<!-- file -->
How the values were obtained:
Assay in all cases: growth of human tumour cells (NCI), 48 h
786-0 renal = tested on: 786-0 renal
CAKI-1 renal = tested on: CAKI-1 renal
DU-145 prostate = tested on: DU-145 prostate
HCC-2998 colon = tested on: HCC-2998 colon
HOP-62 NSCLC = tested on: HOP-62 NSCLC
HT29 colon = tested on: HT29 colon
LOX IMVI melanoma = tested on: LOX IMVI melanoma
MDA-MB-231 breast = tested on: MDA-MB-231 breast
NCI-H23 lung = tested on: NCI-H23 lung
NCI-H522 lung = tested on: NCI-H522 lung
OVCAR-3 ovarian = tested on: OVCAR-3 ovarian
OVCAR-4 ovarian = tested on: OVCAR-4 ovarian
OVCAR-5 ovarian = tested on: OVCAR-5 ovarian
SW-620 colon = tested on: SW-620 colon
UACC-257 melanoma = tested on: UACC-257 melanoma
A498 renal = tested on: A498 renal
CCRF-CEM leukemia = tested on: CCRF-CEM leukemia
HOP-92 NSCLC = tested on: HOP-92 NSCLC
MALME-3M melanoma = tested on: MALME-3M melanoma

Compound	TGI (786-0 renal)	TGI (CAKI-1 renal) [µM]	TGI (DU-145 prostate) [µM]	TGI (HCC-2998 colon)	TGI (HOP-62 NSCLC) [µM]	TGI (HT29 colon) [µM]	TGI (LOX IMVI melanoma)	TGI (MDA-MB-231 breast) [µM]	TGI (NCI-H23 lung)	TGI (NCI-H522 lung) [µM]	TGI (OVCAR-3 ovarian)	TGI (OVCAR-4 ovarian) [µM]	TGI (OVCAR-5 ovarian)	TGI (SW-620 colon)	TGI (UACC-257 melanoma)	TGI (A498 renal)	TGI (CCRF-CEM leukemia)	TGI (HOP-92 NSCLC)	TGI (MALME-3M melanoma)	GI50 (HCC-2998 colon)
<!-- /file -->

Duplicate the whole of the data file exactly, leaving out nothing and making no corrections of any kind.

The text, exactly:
How the values were obtained:
Assay in all cases: growth of human tumour cells (NCI), 48 h
786-0 renal = tested on: 786-0 renal
CAKI-1 renal = tested on: CAKI-1 renal
DU-145 prostate = tested on: DU-145 prostate
HCC-2998 colon = tested on: HCC-2998 colon
HOP-62 NSCLC = tested on: HOP-62 NSCLC
HT29 colon = tested on: HT29 colon
LOX IMVI melanoma = tested on: LOX IMVI melanoma
MDA-MB-231 breast = tested on: MDA-MB-231 breast
NCI-H23 lung = tested on: NCI-H23 lung
NCI-H522 lung = tested on: NCI-H522 lung
OVCAR-3 ovarian = tested on: OVCAR-3 ovarian
OVCAR-4 ovarian = tested on: OVCAR-4 ovarian
OVCAR-5 ovarian = tested on: OVCAR-5 ovarian
SW-620 colon = tested on: SW-620 colon
UACC-257 melanoma = tested on: UACC-257 melanoma
A498 renal = tested on: A498 renal
CCRF-CEM leukemia = tested on: CCRF-CEM leukemia
HOP-92 NSCLC = tested on: HOP-92 NSCLC
MALME-3M melanoma = tested on: MALME-3M melanoma

Compound	TGI (786-0 renal)	TGI (CAKI-1 renal) [µM]	TGI (DU-145 prostate) [µM]	TGI (HCC-2998 colon)	TGI (HOP-62 NSCLC) [µM]	TGI (HT29 colon) [µM]	TGI (LOX IMVI melanoma)	TGI (MDA-MB-231 breast) [µM]	TGI (NCI-H23 lung)	TGI (NCI-H522 lung) [µM]	TGI (OVCAR-3 ovarian)	TGI (OVCAR-4 ovarian) [µM]	TGI (OVCAR-5 ovarian)	TGI (SW-620 colon)	TGI (UACC-257 melanoma)	TGI (A498 renal)	TGI (CCRF-CEM leukemia)	TGI (HOP-92 NSCLC)	TGI (MALME-3M melanoma)	GI50 (HCC-2998 colon)